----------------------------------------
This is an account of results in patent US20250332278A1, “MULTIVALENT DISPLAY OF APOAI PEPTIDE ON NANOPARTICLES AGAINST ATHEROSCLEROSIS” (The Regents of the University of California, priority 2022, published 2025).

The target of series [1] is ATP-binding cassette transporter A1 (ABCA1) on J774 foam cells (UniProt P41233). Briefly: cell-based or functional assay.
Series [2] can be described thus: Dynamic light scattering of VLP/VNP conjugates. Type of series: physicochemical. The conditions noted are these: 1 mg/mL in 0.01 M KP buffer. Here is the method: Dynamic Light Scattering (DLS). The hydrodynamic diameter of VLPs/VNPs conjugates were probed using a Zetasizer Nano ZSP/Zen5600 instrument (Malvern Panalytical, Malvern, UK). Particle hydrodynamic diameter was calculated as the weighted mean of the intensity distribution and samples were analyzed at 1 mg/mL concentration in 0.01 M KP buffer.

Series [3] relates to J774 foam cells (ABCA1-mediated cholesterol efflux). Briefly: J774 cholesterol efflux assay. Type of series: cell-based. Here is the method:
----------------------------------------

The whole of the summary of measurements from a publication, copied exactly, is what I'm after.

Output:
This is an account of results in patent US20250332278A1, “MULTIVALENT DISPLAY OF APOAI PEPTIDE ON NANOPARTICLES AGAINST ATHEROSCLEROSIS” (The Regents of the University of California, priority 2022, published 2025).

The target of series [1] is ATP-binding cassette transporter A1 (ABCA1) on J774 foam cells (UniProt P41233). Briefly: cell-based or functional assay.
Series [2] can be described thus: Dynamic light scattering of VLP/VNP conjugates. Type of series: physicochemical. The conditions noted are these: 1 mg/mL in 0.01 M KP buffer. Here is the method: Dynamic Light Scattering (DLS). The hydrodynamic diameter of VLPs/VNPs conjugates were probed using a Zetasizer Nano ZSP/Zen5600 instrument (Malvern Panalytical, Malvern, UK). Particle hydrodynamic diameter was calculated as the weighted mean of the intensity distribution and samples were analyzed at 1 mg/mL concentration in 0.01 M KP buffer.

Series [3] relates to J774 foam cells (ABCA1-mediated cholesterol efflux). Briefly: J774 cholesterol efflux assay. Type of series: cell-based. Here is the method: